Last night, Bethel’s city council selected Burke Waldron to serve as the town’s Chief of Police. It’s a job that Waldron’s been doing on an interim basis for months now. As the Bethel Police Department’s acting chief, he has overseen homicide investigations and staffing issues in a department that is stretched thin.
On Tuesday, KYUK’s Teresa Cotsirilos sat down with Waldron to discuss his work in town so far, and the challenges he sees ahead. Please note that this interview has been condensed for time:
KYUK: Why have you decided to stay here in Bethel?
WALDRON: It's a good question. I think the police department as a whole, we're making progress. It's an ongoing challenge and I'm engaged, and so that just makes it enjoyable for me.
KYUK: What are some of the challenges you're hoping to tackle in town?
WALDRON: Well, there's going to be ongoing community issues with alcohol, and it seems to me we have a growing heroin problem in Bethel. So those are going to be continued challenges for us. Staffing is a continued challenge for us. We're having to do more with less. We're doing some things, not just in Bethel, but statewide, trying to make it [the job] more attractive. You know, with a week on, a week off, two weeks on, two weeks off, those things are helping. But it's certainly not a fix-all.
KYUK: Let's talk about two weeks on, two weeks off for a moment. Is that a policy that you support?
WALDRON: Yes. I mean, I have some concerns with it, but I just don't think, particularly in rural Alaska, we're going to be able to compete without offering it.
KYUK: What makes it a less than ideal program? It doesn't sound like your first choice.
WALDRON: Well, my first choice is to have appropriate staffing levels. So I guess it is kind of my first choice. I have some concerns about the travel and availability of people. When we have some kind of major catastrophic event, if I have several people out of town because they're on their two weeks off, they're not available to me or whatever the community needs are there.
In a perfect world for me, I would have more officers that were involved in the community, having kids grow up in the school system, coaching sports, and doing those kinds of things. But again, the most important thing is having appropriate staffing levels.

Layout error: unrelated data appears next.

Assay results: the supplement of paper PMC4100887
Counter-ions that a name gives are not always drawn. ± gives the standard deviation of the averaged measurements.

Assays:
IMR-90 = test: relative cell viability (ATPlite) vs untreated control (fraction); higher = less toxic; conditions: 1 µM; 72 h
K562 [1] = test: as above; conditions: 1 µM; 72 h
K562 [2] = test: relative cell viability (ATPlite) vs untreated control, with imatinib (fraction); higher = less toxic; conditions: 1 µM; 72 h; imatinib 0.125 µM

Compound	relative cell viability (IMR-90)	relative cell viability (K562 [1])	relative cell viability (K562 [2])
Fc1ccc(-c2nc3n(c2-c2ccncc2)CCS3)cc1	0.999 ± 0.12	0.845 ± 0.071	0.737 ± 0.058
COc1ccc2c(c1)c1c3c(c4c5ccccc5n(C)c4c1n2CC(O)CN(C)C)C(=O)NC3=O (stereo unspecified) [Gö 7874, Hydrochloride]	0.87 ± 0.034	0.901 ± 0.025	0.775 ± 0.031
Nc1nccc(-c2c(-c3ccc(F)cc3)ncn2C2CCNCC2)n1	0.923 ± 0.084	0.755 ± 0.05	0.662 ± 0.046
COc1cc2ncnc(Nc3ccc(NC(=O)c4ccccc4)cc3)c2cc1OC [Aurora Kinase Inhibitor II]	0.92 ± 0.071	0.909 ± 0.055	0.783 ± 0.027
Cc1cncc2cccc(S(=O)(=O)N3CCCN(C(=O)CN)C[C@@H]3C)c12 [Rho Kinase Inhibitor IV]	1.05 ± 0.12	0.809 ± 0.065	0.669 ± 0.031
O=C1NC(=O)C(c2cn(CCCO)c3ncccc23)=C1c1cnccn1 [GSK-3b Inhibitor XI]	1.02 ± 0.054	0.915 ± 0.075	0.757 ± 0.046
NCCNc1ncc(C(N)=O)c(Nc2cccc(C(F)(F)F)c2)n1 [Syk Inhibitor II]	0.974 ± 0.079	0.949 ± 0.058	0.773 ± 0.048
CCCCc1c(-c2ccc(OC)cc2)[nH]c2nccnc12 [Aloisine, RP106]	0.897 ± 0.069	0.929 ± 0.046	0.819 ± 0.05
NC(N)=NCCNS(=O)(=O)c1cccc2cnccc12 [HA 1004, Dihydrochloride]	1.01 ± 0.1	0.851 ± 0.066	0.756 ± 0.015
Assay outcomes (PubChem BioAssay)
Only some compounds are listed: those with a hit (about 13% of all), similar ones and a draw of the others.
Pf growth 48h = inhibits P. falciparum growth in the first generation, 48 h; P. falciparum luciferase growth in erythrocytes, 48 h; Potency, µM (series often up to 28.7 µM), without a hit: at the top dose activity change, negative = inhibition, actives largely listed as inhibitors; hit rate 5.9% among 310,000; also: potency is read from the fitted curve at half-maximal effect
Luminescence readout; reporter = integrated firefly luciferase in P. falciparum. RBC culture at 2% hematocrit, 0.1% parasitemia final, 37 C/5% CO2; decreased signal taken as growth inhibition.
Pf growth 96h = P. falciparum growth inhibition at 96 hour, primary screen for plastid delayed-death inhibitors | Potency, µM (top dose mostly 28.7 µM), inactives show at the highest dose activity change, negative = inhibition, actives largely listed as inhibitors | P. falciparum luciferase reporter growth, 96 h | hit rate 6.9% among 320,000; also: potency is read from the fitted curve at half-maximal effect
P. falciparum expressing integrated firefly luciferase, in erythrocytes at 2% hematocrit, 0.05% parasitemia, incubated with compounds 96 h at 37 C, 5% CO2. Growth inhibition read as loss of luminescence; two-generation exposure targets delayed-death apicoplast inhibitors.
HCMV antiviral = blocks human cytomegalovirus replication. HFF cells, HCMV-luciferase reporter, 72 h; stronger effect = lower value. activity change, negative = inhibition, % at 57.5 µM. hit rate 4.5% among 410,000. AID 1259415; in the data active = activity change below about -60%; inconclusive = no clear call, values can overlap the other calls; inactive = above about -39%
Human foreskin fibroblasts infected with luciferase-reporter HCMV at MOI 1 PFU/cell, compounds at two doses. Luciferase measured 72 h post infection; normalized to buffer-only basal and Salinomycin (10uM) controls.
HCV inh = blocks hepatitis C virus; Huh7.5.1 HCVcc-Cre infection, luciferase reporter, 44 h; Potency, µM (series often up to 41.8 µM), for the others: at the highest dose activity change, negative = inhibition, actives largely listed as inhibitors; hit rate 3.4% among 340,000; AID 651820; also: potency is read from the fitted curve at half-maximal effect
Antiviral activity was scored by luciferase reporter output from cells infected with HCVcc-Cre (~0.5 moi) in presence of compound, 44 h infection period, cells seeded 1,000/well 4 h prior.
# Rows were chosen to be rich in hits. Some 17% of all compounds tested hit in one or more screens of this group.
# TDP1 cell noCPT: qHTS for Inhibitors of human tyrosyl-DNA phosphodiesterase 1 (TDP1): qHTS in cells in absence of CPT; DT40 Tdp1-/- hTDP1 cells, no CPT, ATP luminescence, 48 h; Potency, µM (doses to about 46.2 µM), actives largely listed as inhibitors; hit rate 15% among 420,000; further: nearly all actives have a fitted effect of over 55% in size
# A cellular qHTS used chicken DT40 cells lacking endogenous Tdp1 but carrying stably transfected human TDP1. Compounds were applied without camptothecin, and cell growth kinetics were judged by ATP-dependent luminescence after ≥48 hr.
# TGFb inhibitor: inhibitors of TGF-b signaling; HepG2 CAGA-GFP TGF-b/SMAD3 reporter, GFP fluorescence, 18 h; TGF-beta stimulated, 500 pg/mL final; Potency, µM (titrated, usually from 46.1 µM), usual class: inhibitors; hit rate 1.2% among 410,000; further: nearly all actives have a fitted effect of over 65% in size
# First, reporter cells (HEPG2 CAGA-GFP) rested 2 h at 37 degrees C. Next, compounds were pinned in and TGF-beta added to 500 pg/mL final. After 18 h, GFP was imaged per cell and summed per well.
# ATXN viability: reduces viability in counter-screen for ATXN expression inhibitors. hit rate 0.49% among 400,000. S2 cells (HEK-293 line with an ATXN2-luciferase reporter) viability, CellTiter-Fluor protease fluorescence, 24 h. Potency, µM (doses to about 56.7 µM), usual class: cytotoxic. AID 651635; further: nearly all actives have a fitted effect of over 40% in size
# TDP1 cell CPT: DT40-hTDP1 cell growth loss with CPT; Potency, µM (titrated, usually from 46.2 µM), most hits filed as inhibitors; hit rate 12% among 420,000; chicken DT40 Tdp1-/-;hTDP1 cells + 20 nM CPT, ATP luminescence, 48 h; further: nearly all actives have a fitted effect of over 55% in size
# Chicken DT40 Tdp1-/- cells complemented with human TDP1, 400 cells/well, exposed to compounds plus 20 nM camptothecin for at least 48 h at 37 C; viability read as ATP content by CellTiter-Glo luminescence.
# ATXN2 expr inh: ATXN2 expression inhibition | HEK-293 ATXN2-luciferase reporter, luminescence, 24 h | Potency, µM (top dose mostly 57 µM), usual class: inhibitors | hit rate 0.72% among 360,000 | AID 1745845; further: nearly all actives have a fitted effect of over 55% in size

KYUK: Speaking of staffing, there's been a couple of notable cases during your tenure as police chief here so far, and one of them is the incident with Officer Oulton, who was recently reinstated. Just to remind our listeners what the allegations were, Officer Oulton was accused of hitting his girlfriend, right?
WALDRON: There was an accusation of domestic assault, yes.
KYUK: Could you talk a little bit about that reinstatement process?
WALDRON: There was a criminal investigation that was conducted, and on the details of that we did an administrative investigation into it. The evidence pointed towards the event not happening. So you know, the appropriate and right thing to do is put him back to work.
KYUK: Do you think that the allegations against Officer Oulton impacted the perception of the BPD in any way?
WALDRON: I'm sure it did for some people.
KYUK: And did you have any hesitation about reinstating Officer Oulton?
WALDRON: I don't know if hesitation is the right word. I certainly gave it full consideration, including the community's perception. But you know, with the direction that the investigation led it was just the right thing to do. He had already been victimized enough. I didn't want to victimize him even more.
KYUK: Are there any other cases or incidents that stand out to you from your time in Bethel so far, which really shifted how you thought about the job?
WALDRON: I certainly have noticed a change in my attitude compared to when I was doing this 25 years ago. I'm a softy compared to what I used to be, especially with kids. We deal with kids on a daily basis, and unfortunately oftentimes in very tragic circumstances. And it's not just me, it's all of us at the police department. It just pulls on our heartstrings, the circumstances in which we unfortunately have to come across and deal with kids.
KYUK: One of the cases you've worked that first comes to mind for me is the homicide of Marie Lupie, which occurred, I believe, on your first day in town.
WALDRON: Yeah. I hadn’t been in town for 15 hours or something.
KYUK: What do you remember about that day?
WALDRON: I was certainly thinking I was going to be in for a wild ride. You know, thankfully we haven't had too many days like that since, but the community has some challenges with violence and alcohol and I certainly don't know all the answers.